Have you heard about how police stopped Batman in Silver Spring, Md. late last month? That's right. Batman. They pulled him over because his license plate featured only the Batman symbol, no numbers. He was driving a black Lamborghini and dressed in full black and yellow leather Batman attire. "Send me Robin," the police officer is reported to have said over the radio.
The whole incident is quite bizarre. Until the man behind the mask revealed his true identity and mission: Lenny Robinson, father of three, caped crusader for seriously ill children with cancer and other maladies. He also visits schools to talk about bullying. Lenny is a real, live superhero.
Let's move west for a moment, to my hometown, Denver.
For weeks I've spotted a man at 24 Hour Fitness wearing a rubber crown with red lights. He doesn't always turn the lights on, and I can't quite tell what prompts him to do so. But lights or no lights, the bejeweled crown is quite a sight. He looks regal as an African king. He doesn't engage with other gym-goers -- he's intent on his workout -- but I've seen enough of him to feed my curiosity. Once, twice, three times and more. Who among us wouldn't want to know the story behind the crown?
So instead of ignoring him as I'd done in the past (I mean, Halloween's in October) the better part of me shed all judgment and simply said hello.
"I like your crown."
"Thank you," he replied, puffing his chest and standing taller.
"Why do you wear it?"
Pause. Smile. Pause. "So that I always remember I am king of my own destiny."
Woah. His answer surprises me. We are, after all, standing in a crowded, sweat-filled health club. But it's obvious he isn't clowning around. He's serious. Impact and intention meet in the firmness of his brow, and I'm genuine when I say, "Right on."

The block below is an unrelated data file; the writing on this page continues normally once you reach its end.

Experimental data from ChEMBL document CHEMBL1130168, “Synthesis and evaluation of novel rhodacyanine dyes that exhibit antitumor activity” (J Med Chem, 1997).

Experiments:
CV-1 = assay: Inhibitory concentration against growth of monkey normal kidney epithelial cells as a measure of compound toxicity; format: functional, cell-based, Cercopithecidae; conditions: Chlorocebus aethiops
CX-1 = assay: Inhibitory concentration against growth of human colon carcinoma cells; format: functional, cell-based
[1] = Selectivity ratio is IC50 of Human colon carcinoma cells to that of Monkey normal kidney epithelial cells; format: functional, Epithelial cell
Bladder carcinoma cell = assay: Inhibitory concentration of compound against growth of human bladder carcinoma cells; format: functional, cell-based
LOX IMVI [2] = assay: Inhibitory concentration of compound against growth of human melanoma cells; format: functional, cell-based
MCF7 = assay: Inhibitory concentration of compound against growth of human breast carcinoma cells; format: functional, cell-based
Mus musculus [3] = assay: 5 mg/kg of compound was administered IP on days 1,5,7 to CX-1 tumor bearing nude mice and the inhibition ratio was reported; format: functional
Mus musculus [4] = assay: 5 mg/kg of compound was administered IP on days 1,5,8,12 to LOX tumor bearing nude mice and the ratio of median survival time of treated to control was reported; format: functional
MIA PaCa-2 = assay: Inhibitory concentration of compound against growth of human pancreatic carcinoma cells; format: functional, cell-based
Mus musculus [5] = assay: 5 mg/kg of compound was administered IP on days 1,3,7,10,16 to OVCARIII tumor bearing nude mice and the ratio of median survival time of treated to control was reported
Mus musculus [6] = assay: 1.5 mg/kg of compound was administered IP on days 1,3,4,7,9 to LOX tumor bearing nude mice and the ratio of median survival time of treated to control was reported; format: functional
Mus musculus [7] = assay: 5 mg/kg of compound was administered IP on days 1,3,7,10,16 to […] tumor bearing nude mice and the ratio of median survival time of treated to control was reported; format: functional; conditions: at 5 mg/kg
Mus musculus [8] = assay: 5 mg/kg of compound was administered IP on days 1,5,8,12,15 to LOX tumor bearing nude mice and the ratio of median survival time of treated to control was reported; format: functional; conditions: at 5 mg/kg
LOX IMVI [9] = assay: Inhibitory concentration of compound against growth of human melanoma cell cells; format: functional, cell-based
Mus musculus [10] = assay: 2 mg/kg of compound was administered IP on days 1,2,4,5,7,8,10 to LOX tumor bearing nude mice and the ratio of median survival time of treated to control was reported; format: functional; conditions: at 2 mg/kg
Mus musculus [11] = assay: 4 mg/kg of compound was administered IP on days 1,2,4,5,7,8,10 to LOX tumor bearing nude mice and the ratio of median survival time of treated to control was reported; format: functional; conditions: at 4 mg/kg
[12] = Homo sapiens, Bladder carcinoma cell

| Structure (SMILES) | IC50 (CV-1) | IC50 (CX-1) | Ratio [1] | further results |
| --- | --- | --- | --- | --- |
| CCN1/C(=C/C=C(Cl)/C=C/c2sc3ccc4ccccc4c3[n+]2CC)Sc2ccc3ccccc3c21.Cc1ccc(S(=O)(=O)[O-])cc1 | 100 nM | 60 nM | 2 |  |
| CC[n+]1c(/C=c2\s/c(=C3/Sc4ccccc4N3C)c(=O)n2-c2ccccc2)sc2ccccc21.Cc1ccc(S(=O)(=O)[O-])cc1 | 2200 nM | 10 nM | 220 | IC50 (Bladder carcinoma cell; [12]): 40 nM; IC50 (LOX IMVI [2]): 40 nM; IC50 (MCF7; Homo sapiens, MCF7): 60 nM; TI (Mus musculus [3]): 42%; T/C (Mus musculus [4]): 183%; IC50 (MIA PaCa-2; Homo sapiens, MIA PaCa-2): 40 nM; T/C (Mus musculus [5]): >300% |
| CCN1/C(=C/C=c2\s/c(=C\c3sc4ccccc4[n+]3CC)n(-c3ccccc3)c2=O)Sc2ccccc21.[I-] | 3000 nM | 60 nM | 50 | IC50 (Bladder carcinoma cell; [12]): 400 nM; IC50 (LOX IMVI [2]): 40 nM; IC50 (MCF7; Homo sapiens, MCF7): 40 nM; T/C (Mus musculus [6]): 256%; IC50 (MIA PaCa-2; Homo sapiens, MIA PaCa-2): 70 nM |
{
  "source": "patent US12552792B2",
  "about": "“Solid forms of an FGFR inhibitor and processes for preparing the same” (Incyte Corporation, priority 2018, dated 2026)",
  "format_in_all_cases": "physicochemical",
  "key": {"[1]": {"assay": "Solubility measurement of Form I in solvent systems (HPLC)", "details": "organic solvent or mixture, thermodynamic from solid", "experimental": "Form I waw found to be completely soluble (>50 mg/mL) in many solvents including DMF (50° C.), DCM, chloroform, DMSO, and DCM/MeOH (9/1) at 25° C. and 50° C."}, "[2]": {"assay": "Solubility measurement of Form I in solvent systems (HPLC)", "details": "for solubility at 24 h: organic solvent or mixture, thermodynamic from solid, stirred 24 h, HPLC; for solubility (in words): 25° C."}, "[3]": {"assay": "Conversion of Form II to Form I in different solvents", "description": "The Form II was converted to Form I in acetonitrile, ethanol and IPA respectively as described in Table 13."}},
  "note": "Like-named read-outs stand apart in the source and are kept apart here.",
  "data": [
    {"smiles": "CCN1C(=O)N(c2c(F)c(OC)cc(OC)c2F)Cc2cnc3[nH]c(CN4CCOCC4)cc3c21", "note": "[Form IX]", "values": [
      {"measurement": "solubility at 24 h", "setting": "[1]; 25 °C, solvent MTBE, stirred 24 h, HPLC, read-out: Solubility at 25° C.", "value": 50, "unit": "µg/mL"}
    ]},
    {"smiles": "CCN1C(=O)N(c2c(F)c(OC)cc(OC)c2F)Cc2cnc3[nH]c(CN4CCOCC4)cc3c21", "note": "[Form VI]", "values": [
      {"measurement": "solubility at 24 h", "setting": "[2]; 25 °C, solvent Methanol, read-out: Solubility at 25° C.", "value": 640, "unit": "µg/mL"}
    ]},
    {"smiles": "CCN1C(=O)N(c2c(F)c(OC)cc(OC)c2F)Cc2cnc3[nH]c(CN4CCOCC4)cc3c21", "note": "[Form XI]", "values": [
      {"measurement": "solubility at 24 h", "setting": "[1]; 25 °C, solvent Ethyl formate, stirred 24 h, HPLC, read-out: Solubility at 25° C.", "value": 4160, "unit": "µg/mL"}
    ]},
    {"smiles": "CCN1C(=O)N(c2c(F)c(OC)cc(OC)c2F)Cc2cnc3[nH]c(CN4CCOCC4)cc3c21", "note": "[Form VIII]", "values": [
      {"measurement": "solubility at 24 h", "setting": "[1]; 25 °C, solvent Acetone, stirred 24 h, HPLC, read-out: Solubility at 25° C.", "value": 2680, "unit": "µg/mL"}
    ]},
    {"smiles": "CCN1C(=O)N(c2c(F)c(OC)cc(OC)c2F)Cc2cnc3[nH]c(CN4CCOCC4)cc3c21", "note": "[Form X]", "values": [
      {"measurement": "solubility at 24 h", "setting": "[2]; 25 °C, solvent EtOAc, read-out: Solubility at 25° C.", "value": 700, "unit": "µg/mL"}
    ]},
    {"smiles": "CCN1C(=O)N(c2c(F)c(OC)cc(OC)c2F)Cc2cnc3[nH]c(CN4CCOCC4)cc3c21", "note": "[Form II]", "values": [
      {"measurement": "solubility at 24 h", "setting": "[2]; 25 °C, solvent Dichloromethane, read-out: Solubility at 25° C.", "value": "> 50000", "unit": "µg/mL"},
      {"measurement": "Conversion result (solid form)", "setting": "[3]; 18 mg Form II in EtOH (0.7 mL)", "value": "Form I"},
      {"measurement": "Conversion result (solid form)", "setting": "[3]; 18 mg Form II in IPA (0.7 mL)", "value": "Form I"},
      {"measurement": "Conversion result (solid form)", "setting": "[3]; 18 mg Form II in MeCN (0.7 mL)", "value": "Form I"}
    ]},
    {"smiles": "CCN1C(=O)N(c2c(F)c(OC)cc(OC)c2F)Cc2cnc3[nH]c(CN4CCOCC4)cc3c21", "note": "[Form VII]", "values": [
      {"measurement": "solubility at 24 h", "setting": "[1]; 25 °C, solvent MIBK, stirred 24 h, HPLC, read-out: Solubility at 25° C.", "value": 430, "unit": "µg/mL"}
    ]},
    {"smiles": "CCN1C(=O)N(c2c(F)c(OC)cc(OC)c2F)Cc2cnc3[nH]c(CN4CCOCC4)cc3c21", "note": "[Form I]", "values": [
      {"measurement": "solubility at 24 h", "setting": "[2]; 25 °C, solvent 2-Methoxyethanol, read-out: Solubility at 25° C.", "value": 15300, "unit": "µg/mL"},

"What's your name?"
"Nice to meet you, King Matthew. I'm Queen Nancy."
Batman (aka Lenny Robinson) exists to do good by others. King Matthew wears his crown to do good for himself. King Matthew didn't share his history, but I discovered from a few of the trainers at the gym that not long ago he'd been overweight, unhappy, anxious, asthmatic. The whole of his life frightened him and he wanted to break this oppressive cycle. With the help of a counselor and personal trainer, he lost the weight and found the confidence to declare that yes indeed, the way he lives his life is up to him. King of his own destiny.
Good for Batman. Good for King Matthew.
We needn't mask ourselves in order to fulfill our dreams. Superheroes come in all sizes, costumes and colors. Why must we always take ourselves so seriously? That's the real lesson for me. That, and the royal reminder that we can't be for others until we exist for ourselves. So stand tall. Pull out the pink wig, red cape or Burger King crown. Who cares what others think? Do as you wish. Do what's in your heart. Act like the superhero you are.
For more by Nancy Sharp, click here.
For more on mindfulness, click here.